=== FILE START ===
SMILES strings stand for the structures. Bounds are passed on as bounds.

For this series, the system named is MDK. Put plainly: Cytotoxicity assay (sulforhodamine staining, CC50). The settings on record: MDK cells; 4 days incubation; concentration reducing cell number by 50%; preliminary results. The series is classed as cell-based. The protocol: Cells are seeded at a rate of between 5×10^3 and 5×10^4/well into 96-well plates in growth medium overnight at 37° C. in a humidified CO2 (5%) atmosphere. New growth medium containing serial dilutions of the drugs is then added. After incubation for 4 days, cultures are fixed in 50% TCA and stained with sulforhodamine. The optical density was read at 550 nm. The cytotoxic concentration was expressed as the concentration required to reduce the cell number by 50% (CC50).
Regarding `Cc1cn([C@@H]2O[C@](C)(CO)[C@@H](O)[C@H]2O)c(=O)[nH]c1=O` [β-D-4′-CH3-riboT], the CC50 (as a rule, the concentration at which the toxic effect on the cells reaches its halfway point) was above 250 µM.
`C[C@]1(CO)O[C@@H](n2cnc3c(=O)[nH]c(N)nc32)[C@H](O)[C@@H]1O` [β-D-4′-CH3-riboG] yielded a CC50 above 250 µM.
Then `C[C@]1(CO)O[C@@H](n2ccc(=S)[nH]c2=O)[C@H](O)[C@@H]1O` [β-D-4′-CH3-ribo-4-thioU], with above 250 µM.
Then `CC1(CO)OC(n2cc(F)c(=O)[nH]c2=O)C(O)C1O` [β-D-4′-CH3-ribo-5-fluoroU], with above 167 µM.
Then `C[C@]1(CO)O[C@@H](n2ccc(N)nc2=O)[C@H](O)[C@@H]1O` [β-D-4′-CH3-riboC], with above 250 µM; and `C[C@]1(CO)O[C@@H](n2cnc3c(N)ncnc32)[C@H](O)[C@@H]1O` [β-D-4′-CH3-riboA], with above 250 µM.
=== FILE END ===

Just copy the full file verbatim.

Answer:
SMILES strings stand for the structures. Bounds are passed on as bounds.

For this series, the system named is MDK. Put plainly: Cytotoxicity assay (sulforhodamine staining, CC50). The settings on record: MDK cells; 4 days incubation; concentration reducing cell number by 50%; preliminary results. The series is classed as cell-based. The protocol: Cells are seeded at a rate of between 5×10^3 and 5×10^4/well into 96-well plates in growth medium overnight at 37° C. in a humidified CO2 (5%) atmosphere. New growth medium containing serial dilutions of the drugs is then added. After incubation for 4 days, cultures are fixed in 50% TCA and stained with sulforhodamine. The optical density was read at 550 nm. The cytotoxic concentration was expressed as the concentration required to reduce the cell number by 50% (CC50).
Regarding `Cc1cn([C@@H]2O[C@](C)(CO)[C@@H](O)[C@H]2O)c(=O)[nH]c1=O` [β-D-4′-CH3-riboT], the CC50 (as a rule, the concentration at which the toxic effect on the cells reaches its halfway point) was above 250 µM.
`C[C@]1(CO)O[C@@H](n2cnc3c(=O)[nH]c(N)nc32)[C@H](O)[C@@H]1O` [β-D-4′-CH3-riboG] yielded a CC50 above 250 µM.
Then `C[C@]1(CO)O[C@@H](n2ccc(=S)[nH]c2=O)[C@H](O)[C@@H]1O` [β-D-4′-CH3-ribo-4-thioU], with above 250 µM.
Then `CC1(CO)OC(n2cc(F)c(=O)[nH]c2=O)C(O)C1O` [β-D-4′-CH3-ribo-5-fluoroU], with above 167 µM.
Then `C[C@]1(CO)O[C@@H](n2ccc(N)nc2=O)[C@H](O)[C@@H]1O` [β-D-4′-CH3-riboC], with above 250 µM; and `C[C@]1(CO)O[C@@H](n2cnc3c(N)ncnc32)[C@H](O)[C@@H]1O` [β-D-4′-CH3-riboA], with above 250 µM.